Last weekend, nearly 41,000 fans filed into Wembley to watch Chelsea lift the Women’s FA Cup trophy.
The Blues put on a scintillating display, dominating against a star-studded Arsenal side to triumph 3-0.
Fran Kirby gave a Ballon d’Or-worthy performance, while Sam Kerr was named player of the match for scoring two brilliant goals.
The match had a peak audience on BBC One of 1.3 million, roughly 14 percent of the 9.1 million peak for this year’s men’s FA Cup Final.
Yet Chelsea received just 1.4 percent of the prize money awarded to Leicester, winners of the men’s FA Cup. Although £25,000 may not seem measly, it is when compared to £1.8 million.
This disparity in prize money is present right from the start of the FA Cup. In the first round proper of the tournament, a men’s team could win £22,629. Women’s teams will be given just £850.
Every football team dreams of an against-the-odds FA Cup run. For lower league men’s teams, reaching the latter stages of the competition means earning thousands of pounds.
But Clapton CFC, who became the first seventh-tier side to reach the third round proper of the Women’s FA Cup, will only earn £1,250 if they beat Plymouth Argyle today. That will not even cover their travel and accommodation for the trip to the south coast.
In comparison, men’s teams who are victorious in the third round proper will win £82,000.
Of course, there is the tiresome argument that women’s football does not bring in as much revenue, and therefore should not be given the same amount of prize money.
But the winner of the FA Vase, a men’s tournament, earns around £10,000 more than the winner of the Women’s FA Cup.
This year’s FA Vase and FA Trophy Finals was held as a double header and attracted a crowd of 6,000. It was also only televised on a subscription channel in the UK.
The Women’s FA Cup Final drew a crowd of 41,000 and was broadcast in over 40 countries around the world. It is a more lucrative tournament than the FA Vase, but winners are still awarded less prize money.
In addition, although the men’s FA Cup commands higher TV revenues from around the world, this can be partly attributed to the 50-year ban on women’s football in England.
Men’s football was given the chance to develop into the multi-billion pound industry it is today, while the women’s game was kicked into the long grass from 1921 to 1971.
Finally, the FA work by the motto "For All". If the FA’s role is truly to support all parts of the game fairly, it should not matter where the revenue is made. According to the governing body’s own strap-line, revenue should be fairly shared.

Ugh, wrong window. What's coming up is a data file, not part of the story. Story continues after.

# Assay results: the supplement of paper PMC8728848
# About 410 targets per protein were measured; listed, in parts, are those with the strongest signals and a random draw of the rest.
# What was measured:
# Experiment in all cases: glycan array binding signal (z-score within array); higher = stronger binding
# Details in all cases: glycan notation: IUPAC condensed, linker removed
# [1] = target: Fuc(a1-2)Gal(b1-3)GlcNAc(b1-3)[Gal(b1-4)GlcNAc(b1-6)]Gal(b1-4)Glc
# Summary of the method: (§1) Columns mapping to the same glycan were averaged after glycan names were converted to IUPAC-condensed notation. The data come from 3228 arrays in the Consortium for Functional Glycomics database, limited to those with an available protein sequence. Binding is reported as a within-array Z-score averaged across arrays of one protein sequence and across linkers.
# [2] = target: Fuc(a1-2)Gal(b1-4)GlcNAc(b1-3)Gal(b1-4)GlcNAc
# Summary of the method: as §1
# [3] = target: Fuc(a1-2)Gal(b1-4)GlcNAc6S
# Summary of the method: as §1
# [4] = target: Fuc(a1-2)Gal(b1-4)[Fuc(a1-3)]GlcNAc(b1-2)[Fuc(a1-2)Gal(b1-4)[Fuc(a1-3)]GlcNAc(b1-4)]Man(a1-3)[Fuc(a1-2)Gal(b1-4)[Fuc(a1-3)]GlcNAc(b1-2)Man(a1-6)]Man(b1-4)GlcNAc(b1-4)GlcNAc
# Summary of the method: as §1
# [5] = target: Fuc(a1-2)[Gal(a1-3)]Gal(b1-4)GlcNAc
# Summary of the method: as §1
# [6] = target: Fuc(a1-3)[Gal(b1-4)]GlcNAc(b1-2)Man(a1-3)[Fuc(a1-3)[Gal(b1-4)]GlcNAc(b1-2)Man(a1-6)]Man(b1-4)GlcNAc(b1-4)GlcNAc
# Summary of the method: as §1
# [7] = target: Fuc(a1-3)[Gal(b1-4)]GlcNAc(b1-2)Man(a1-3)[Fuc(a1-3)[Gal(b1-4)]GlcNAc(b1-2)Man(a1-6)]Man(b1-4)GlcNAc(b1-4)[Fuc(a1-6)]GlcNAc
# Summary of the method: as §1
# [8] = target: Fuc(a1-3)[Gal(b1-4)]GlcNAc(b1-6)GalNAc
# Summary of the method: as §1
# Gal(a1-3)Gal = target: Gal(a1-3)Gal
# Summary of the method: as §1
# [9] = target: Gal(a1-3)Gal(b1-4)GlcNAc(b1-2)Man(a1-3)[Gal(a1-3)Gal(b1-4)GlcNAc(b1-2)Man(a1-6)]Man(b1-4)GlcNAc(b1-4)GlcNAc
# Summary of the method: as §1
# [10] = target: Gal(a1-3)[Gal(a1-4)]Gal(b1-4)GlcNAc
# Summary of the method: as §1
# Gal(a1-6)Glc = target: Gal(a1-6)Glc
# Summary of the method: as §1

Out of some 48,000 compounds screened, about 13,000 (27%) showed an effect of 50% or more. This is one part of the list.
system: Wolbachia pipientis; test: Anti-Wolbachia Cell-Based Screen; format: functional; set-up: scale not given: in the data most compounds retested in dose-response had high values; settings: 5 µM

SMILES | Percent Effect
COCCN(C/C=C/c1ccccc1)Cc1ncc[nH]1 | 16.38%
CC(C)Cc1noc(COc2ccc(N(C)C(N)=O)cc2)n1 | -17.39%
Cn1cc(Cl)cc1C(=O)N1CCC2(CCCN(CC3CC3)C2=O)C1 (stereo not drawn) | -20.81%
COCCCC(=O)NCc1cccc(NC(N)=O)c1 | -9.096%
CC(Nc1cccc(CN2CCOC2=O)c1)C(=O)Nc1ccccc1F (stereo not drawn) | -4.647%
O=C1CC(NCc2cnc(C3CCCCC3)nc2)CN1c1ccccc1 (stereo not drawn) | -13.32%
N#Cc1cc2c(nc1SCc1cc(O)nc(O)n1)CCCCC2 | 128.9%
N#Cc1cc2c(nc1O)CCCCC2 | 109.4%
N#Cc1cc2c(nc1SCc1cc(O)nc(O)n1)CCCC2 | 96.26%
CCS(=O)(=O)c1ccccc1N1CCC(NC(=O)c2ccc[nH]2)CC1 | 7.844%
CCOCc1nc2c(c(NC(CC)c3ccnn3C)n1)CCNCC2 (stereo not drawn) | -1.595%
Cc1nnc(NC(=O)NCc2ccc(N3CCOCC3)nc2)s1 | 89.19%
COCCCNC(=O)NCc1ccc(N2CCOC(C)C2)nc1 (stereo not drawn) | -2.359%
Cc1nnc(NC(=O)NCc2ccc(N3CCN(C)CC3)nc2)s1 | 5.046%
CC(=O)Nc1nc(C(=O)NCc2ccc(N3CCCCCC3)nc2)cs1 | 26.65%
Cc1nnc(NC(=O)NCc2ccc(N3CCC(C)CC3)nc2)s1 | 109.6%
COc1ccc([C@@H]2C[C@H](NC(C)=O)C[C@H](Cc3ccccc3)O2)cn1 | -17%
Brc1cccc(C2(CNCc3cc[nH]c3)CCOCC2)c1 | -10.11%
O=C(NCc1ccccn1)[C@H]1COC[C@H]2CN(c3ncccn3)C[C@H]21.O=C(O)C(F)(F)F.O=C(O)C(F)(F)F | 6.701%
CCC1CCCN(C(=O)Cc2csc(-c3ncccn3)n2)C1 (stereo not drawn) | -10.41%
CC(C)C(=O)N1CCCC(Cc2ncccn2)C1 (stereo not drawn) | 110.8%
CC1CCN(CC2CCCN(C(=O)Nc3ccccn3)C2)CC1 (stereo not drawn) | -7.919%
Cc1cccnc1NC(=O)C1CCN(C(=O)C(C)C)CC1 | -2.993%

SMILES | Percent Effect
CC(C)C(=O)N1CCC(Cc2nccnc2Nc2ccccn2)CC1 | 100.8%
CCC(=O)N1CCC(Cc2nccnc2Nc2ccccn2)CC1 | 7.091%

To attempt to address this inequality, Lewes FC, the only football team in the world to pay its men and women’s sides equally, have come up with two alternative options for how FA Cup prize money is allocated.
Both options address not only the disparity in women’s prize money, but also reallocate funds from later rounds to men’s non-league and lower league clubs. Losing clubs in early rounds also get more money.
The first option is a 50/50 split, where the total £16 million prize pot is halved between the men and women’s tournament.
This is the simple solution, but there are currently far fewer women’s teams in the FA Cup than men’s. As a result, it could be argued that going with this option would "overcompensate" women’s teams.
Victors in the first round proper of the women's competition would earn £36,368, for example, while the overall winners would receive £100, 013.
In comparison, men's teams would be given £18,493 for successfully navigating the first round proper, and £73, 973 for triumphing overall.
The high amount of prize money on offer may encourage the entry or formation of women’s teams, however, and it could act as "reparation" for the 50-year ban.
Prize Per Fixture
The second option is Prize Per Fixture, where the same prize money would be allocated for men and women’s teams, per round, per fixture.
So, if a women's team triumphed in the first round proper, they would receive the exact same prize money as their male counterparts – £11,509.
The overall winners would both receive £104, 632.
This option would only remove £4.5 million from current men’s total prize fund, resulting in a less abrupt equalisation.
Or, of course, the status quo could be maintained. The disparity could be left how it is.
How do you think the inequality in FA Cup prize money can be addressed?